In another context Gregory linked to an article by Steve Fuller. In this post the argument of the article itself is not important. But part of what it said was to point to the work of the physicist James Clerk Maxwell. Of Maxwell Wikipedia says:
Maxwell is considered by many physicists to be the 19th-century scientist having the greatest influence on 20th-century physics.
The Biographical Dictionary of Scientists says he is generally considered:
…the greatest theoretical physicist of the 1800s, as his forbear Faraday was the greatest experimental physicist.
Incidentally the fact that he was also an Evangelical Presbyterian and subsequently a Church of Scotland elder is another nail in the coffin of the “religion stops science” myth (Faraday was also a church elder). Since he was the kind of religious “ologist” I was talking about in my previous post I can’t resist quoting from a letter to his wife as an object lesson in the difference from the lover of philosophical theology:
Let us begin by taking no thought about worldly cares and setting our minds on the righteousness of God and His kingdom – and then we shall have far clearer views about the worldly cares themselves and we shall be enabled to fight then under Him Who has overcome the world.
This is clearly “religion” rather than “theology”, and here I would disagree with Steve Fuller when he says:
Religion is about faith and ritual, which is fine but not especially relevant to science.
It’s hard to believe that such a faith as Maxwell’s did not affect his science. In fact, the point of this post is to show one area it certainly did, which seems to provide a fruitful approach to divine action in the presence of scientific law and randomness. Fuller talks about how Maxwell observed that the sociologists of the time – the statisticians of the British National Census – had been able to make such progress in improving social conditions by treating human beings as statistical groups. Maxwell was able to see that statistics could similarly be applied to physics, hitherto dominated by the attempt to understand the motions of individual particles according to the classical atomist theory.
Thus he laid the foundation for understanding the laws of physics in statistical terms, which of course was an insight absolutely indispensible to the twentieth century science of quantum mechanics. What interests me is the terms in which he introduced this idea to his fellow scientists:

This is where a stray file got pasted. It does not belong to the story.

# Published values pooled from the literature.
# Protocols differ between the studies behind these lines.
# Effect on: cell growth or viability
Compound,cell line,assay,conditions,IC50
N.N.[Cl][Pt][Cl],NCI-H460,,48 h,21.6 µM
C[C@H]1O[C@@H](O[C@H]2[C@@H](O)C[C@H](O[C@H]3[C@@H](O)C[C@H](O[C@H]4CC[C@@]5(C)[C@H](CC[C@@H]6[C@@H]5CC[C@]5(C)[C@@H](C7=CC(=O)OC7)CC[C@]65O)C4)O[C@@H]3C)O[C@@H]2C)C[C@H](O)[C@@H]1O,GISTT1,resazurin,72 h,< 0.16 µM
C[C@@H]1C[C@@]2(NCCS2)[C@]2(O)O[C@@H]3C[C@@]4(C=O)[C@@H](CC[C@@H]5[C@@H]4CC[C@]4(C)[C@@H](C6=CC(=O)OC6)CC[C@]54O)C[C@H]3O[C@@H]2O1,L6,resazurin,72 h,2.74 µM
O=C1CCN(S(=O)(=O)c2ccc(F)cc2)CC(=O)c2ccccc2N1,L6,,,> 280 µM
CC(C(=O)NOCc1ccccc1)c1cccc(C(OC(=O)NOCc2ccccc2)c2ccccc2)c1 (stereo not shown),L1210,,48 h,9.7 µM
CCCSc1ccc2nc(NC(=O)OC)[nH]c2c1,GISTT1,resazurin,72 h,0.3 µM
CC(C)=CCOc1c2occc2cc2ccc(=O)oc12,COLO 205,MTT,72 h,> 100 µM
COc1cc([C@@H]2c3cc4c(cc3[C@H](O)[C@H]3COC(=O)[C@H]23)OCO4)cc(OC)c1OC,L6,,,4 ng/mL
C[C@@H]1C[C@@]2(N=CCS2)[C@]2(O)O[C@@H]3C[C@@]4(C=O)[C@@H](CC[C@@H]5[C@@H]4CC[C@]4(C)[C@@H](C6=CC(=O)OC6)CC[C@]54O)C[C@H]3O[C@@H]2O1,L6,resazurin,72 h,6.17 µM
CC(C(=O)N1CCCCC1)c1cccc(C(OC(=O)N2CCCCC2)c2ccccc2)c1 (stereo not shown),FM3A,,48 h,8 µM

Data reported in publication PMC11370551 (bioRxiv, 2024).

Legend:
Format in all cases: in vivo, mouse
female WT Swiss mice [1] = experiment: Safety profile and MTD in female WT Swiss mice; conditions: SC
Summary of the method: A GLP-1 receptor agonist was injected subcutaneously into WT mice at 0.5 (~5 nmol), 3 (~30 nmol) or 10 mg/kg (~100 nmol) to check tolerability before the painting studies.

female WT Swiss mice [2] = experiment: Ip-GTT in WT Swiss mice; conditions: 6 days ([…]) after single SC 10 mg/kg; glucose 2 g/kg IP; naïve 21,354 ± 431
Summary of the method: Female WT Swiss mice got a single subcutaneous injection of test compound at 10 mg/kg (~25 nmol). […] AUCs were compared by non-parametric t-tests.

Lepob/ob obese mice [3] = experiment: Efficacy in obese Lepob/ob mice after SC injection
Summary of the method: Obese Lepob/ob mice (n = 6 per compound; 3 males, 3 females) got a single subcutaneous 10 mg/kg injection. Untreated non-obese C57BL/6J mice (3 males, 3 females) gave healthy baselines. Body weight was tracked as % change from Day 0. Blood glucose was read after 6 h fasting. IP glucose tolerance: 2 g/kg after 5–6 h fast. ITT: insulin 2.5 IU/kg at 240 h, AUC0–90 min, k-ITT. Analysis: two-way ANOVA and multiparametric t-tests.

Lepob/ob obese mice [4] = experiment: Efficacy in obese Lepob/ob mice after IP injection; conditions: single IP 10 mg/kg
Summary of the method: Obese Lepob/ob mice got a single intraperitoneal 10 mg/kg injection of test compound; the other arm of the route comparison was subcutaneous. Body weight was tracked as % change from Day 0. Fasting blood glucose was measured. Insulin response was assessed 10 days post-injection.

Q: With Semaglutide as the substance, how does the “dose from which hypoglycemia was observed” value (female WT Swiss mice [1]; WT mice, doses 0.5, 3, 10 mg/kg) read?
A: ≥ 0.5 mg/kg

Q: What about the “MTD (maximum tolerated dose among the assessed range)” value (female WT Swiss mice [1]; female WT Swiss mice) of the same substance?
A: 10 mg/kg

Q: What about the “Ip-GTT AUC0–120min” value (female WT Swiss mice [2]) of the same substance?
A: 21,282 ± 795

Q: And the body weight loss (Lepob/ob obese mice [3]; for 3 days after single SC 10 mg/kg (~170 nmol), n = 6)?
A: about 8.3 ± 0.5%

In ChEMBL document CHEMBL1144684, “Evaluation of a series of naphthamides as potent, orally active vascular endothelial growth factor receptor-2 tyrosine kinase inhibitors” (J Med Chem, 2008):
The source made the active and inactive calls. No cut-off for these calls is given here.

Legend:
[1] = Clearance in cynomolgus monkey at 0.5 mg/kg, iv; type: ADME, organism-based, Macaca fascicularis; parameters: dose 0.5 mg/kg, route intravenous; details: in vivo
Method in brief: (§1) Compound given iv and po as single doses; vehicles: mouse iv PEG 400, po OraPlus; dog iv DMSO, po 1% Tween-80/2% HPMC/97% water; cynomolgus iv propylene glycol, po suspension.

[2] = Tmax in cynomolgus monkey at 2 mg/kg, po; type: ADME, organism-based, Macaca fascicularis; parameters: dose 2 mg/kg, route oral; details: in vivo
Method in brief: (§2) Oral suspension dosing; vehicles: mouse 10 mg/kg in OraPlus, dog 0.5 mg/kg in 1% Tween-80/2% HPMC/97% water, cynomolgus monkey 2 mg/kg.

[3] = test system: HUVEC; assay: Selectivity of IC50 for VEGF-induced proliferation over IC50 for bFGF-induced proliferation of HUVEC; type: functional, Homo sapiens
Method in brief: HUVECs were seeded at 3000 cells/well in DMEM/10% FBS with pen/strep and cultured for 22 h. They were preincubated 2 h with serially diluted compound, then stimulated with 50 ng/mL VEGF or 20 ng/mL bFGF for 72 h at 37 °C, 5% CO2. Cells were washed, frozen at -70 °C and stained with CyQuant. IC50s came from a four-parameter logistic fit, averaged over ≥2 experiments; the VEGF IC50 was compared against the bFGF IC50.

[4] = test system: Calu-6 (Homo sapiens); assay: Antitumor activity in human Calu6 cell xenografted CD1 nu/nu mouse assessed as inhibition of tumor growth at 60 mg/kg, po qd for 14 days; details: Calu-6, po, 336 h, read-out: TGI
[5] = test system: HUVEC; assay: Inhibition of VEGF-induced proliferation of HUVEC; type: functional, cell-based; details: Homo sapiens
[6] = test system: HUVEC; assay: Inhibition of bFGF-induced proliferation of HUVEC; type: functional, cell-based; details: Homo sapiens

Would it not be more profound and feasible to determine the general constraints within which the deity must act than to track each event the divine will enacts?
Now you could view that, in scientific terms, as merely a quaint way of speaking, even if Maxwell himself believed it. But as Gregory pointed out to me when he linked to the article, sociology itself drew back from its purely statistical basis as the twentieth century came in, for the very basic reason that humans are quite obviously more than statistical averages. To understand them, you have to understand their individual free choices, which are invariably more complex and interesting than the statistical outcomes in populations. By the time I did social psychology at University, such an individually-based approach was the norm, even though the rediscovery of the fact that behaviour is due to more than “genes + environment” lay in the sociological future (it’s well-established now, though. My frustration and rebellion have been vindicated).
In the light of where sociology has gone now, Maxwell’s words are prophetic of, say, Elliot Sober’s recent paper saying that science cannot exclude divine action in nature. The physical laws, says Maxwell, are true only statistically: that is by no means incompatible with the fact that each event is enacted by the divine will. How much more is that true when the most basic events, at the quantum level, are now believed to be scientifically indeterminate, a truth unknown to Maxwell?
Whatever arguments may be made about the determinacy of human actions, there is no doubt that at the mundane level they are the result of choices made for all kinds of complex reasons. And yet it is possible to draw statistically reliable inferences from the totality of such actions. These inferences, in Maxwell’s terms, “determine the general constraints within which humanity must act.” To use the “laws” of human sciences like sociology or economics to deny that individual humans make free decisions is demonstrably wrong – we have only to study the individuals. My social psychology was populated by books like The Presentation of Self in Everyday Life and The Psychology of Interpersonal Behaviour.
Not only, then, does natural law, or the appearance of normal distributions of individual events, not demonstrate that direct divine action is impossible. By analogy with the very sociological statistical science by which Maxwell made modern physics possible, we would predict that there would be individual decision-nodes within the sweep of statistical physical laws.
Why then is it received wisdom that the universality of scientific law precludes divine action? Maybe one answer is in this sentence from the Wikipedia article on Maxwell:
Ivan Tolstoy, author of one of Maxwell’s biographies, has noted the frequency with which scientists writing short biographies of Maxwell omit the subject of his Christianity.
Once again we see the dead hand of that science-stopper: unbelief.